Remember former White House counsel Don McGahn, whom Trump blocked from responding to a Congressional subpoena during its impeachment investigation?
The case involving Congress does give Trump and his lawyers a lot of wiggle room. But at the same time, it doesn’t give Trump what he was demanding. Which was unprecedented restrictions on the circumstances under which Congress could ask for stuff from the President. What Trump wanted, writes Chief Justice Roberts again:
“Would risk seriously impeding Congress in carrying out its responsibilities.”
The Court did offer protection to Presidents of any party from “undue interference” even in criminal investigations under Article II of the Constitution, which Trump often refers to as the part of the Constitution that gives him “the right to do whatever I want“.
But the Court just said that’s not true. Not even close.
Hurtling the President into a hysterical (even for him) spiral, triggering this series of Tweets and a lot more!:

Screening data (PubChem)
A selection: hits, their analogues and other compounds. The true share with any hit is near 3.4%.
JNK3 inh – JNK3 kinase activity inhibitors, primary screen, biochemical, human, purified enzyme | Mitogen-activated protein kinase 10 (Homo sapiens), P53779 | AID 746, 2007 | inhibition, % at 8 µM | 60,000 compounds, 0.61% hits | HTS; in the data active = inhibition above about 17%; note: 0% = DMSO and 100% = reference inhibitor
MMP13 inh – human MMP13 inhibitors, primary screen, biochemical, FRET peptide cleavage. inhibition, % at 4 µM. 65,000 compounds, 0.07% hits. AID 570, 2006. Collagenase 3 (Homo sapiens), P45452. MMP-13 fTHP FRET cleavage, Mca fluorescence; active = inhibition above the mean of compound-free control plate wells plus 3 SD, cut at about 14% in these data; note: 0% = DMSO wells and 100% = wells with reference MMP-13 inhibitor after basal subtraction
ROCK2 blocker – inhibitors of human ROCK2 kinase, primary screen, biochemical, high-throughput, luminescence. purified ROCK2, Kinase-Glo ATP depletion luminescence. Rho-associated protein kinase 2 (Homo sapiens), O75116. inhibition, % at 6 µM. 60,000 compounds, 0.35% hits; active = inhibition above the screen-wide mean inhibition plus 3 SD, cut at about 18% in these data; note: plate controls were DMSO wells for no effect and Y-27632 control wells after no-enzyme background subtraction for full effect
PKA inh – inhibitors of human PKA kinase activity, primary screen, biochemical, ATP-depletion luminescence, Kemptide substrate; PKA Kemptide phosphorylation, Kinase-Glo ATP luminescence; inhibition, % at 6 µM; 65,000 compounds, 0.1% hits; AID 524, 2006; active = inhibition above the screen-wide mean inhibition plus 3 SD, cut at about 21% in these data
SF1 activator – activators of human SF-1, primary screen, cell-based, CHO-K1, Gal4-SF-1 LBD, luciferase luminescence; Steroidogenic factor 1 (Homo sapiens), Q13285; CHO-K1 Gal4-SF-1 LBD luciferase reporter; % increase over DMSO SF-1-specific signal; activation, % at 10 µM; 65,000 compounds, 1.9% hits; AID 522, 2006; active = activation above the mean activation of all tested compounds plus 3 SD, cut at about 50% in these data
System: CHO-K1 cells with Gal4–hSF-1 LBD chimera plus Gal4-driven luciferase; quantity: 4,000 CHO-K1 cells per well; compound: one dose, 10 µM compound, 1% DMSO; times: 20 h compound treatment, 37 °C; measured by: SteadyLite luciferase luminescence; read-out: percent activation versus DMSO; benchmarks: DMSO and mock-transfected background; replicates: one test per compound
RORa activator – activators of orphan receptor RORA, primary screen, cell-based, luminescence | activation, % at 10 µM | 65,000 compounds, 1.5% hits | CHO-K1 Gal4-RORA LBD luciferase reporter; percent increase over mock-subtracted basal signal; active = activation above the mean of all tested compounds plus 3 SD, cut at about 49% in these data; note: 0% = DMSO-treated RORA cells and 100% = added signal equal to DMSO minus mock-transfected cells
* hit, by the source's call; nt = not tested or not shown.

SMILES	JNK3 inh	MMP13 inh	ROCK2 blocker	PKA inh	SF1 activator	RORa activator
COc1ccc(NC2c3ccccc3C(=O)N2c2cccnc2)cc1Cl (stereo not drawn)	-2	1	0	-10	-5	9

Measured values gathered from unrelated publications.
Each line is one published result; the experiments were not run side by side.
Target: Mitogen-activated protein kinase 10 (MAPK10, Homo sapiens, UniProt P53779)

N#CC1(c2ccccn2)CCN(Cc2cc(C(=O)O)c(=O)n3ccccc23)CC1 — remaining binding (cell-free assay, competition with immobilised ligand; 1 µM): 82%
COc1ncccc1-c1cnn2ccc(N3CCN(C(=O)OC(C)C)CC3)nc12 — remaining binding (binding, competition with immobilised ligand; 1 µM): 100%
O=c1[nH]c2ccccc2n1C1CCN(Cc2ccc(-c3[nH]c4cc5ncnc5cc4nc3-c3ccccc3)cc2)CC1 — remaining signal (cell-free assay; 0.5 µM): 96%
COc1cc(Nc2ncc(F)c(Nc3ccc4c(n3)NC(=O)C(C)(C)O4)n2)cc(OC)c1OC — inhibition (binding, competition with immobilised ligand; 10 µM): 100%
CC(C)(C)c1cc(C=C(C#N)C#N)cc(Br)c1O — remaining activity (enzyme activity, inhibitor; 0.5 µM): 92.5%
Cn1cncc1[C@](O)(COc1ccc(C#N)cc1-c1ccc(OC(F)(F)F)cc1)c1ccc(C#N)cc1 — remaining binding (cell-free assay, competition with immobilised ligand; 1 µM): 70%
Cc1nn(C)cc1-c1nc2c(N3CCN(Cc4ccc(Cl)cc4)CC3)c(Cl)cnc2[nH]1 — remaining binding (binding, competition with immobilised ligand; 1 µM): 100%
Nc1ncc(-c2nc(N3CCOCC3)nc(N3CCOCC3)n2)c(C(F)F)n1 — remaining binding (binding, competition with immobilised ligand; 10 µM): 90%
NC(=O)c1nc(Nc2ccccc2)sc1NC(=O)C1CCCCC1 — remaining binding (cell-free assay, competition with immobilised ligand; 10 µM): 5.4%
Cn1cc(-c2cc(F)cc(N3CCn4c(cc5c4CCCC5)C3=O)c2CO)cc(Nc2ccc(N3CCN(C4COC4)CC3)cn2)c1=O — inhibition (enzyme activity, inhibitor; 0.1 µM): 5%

Now it’s our turn to maybe be too clever by half (or alternately, not clever enough), but we believe the continued concealment of the tax returns may not be such a bad thing for now.
Here’s why: immediately tying up myriad committees in Congress, as well as the media; burying them under thousands and thousands of pages of intricate, mostly very boring minutiae of the President’s taxes, could backfire. Even if it does produce valuable and damning results. It would at very least allow Trump to extend his “witch hunt” and “I’m the victim” narratives as well as false equivalencies about Obama, which he’s very good at. (And yeah, he’s already doing that anyway, but lashing out at dignified Justices, 25% of whom he put on the court, is not quite the same as attacking a bunch of earnest Liberals.) And since Trump already presumably knows what’s in his hidden documents, and the people sifting through them won’t, he’d always be one step ahead.